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White House Calls on States to Boost Cybersecurity in Water Sector 

The White House is calling on state environmental, health, and homeland security agencies to convene on safeguarding water systems.

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The White House has invited state environmental, health, and homeland security agencies to a meeting to discuss safeguarding the water and wastewater critical infrastructure.

Set for Thursday, March 21, at 1pm EST, the one-hour virtual meeting will highlight US government efforts to improve cybersecurity in the water sector, discuss gaps, and urge immediate action from states and water systems.

Water and wastewater systems across the US are targeted with disabling cyberattacks that could “disrupt the critical lifeline of clean and safe drinking water,” the White House says in a letter (PDF) to US governors requesting their partnership.

Threats to water systems, the letter reads, include Iranian and Chinese state-sponsored threat actors, which have carried out malicious cyberattacks targeting the US critical infrastructure.

Hacking groups associated with the Iranian Government Islamic Revolutionary Guard Corps (IRGC), the White House says, have targeted drinking water systems, disabling operational technology that used a default manufacturer password.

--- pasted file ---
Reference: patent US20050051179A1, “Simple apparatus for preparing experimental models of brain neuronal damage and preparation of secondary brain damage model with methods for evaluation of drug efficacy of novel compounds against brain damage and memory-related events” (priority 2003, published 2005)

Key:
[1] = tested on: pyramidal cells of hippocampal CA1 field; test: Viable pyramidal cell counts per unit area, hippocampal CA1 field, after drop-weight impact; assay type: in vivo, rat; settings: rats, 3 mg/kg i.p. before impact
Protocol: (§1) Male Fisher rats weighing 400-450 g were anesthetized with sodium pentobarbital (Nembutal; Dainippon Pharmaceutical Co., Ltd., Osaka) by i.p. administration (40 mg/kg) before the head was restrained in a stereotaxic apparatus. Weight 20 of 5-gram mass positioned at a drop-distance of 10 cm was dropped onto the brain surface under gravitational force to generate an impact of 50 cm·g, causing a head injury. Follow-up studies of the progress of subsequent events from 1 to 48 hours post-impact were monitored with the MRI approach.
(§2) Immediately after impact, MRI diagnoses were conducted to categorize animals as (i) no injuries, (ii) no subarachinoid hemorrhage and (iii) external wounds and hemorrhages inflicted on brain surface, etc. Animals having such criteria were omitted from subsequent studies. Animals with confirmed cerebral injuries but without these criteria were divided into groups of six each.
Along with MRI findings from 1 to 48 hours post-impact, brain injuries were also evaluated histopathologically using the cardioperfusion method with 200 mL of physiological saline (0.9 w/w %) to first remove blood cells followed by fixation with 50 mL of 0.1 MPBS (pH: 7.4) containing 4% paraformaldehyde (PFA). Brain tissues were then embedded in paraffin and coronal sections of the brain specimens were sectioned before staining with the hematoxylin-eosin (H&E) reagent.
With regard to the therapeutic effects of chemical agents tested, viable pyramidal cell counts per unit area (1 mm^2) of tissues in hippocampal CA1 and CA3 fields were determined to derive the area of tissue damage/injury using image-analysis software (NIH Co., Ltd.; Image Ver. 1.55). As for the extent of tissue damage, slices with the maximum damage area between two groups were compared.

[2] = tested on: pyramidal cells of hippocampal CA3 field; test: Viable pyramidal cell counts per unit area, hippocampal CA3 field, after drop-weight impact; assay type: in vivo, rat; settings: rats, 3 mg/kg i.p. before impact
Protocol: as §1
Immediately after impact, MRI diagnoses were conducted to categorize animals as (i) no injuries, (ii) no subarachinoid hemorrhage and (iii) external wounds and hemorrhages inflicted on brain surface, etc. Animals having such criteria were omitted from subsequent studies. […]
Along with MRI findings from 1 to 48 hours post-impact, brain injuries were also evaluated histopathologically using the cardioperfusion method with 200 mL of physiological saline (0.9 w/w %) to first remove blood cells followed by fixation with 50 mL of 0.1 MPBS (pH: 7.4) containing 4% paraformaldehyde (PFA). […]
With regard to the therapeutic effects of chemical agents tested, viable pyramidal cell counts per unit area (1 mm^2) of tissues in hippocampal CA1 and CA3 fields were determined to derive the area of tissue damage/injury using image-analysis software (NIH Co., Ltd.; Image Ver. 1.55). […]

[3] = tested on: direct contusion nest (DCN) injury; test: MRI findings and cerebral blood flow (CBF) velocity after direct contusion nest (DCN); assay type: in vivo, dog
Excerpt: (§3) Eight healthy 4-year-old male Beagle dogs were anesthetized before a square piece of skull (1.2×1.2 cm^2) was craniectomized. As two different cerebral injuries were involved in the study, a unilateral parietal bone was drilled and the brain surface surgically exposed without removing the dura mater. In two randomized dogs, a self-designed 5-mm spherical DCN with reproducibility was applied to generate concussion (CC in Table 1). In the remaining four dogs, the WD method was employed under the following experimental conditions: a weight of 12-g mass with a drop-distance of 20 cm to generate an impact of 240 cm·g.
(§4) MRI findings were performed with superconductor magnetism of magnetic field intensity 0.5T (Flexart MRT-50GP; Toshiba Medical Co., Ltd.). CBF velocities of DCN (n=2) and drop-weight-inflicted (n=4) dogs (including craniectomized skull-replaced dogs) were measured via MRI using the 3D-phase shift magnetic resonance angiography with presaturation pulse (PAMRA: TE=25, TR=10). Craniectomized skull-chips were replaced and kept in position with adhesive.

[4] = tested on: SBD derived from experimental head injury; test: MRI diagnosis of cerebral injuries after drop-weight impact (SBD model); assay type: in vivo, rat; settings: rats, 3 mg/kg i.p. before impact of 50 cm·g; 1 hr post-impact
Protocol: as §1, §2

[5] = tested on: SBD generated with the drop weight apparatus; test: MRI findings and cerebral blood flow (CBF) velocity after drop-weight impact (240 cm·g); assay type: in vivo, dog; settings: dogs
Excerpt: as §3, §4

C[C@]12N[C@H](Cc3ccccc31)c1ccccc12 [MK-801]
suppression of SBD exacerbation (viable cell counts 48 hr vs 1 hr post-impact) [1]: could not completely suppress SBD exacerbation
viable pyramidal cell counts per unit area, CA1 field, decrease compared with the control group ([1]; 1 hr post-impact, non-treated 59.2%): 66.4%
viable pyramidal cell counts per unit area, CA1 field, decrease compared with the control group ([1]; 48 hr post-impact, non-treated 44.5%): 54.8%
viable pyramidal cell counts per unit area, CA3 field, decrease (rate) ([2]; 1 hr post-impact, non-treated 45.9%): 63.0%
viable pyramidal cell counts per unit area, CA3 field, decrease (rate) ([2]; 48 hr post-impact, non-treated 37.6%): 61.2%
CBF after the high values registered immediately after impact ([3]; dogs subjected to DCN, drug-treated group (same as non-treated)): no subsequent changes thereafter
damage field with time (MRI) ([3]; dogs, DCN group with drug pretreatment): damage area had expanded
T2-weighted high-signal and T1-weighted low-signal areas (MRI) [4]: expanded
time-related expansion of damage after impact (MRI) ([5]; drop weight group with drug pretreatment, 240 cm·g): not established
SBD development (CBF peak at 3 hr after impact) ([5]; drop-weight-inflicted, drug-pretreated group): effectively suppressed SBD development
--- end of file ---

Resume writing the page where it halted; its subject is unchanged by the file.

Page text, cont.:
The letter also notes that the Chinese threat actor Volt Typhoon has infiltrated information technology of US critical infrastructure systems, including drinking water, to pre-position themselves for disrupting their operations in the event of conflicts.

“Drinking water and wastewater systems are an attractive target for cyberattacks because they are a lifeline critical infrastructure sector but often lack the resources and technical capacity to adopt rigorous cybersecurity practices,” the White House notes in its letter.

As such, the Biden-Harris administration is asking government agencies to aid the Environmental Protection Agency (EPA), the governmental entity in charge of safeguarding the water sector, in addressing the risk of cyberattacks on water critical infrastructure.

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“We need your support to ensure that all water systems in your state comprehensively assess their current cybersecurity practices to identify any significant vulnerabilities, deploy practices and controls to reduce cybersecurity risks where needed, and exercise plans to prepare for, respond to, and recover from a cyber incident,” the letter reads.

The White House also announced that the EPA will work with water sector partners to form a Water Sector Cybersecurity Task Force aimed at identifying “near-term actions and strategies to reduce the risk of water systems nationwide to cyberattacks”.

The EPA and the cybersecurity agency CISA provide guidance and various resources to help water systems improve their resilience to threats and hazards, the White House also points out.

Related: US Government Issues Guidance on Securing Water Systems

Related: Major US, UK Water Companies Hit by Ransomware

Related: US Gov Publishes Cybersecurity Guidance for Water and Wastewater Utilities

Written By

Ionut Arghire is an international correspondent for SecurityWeek.


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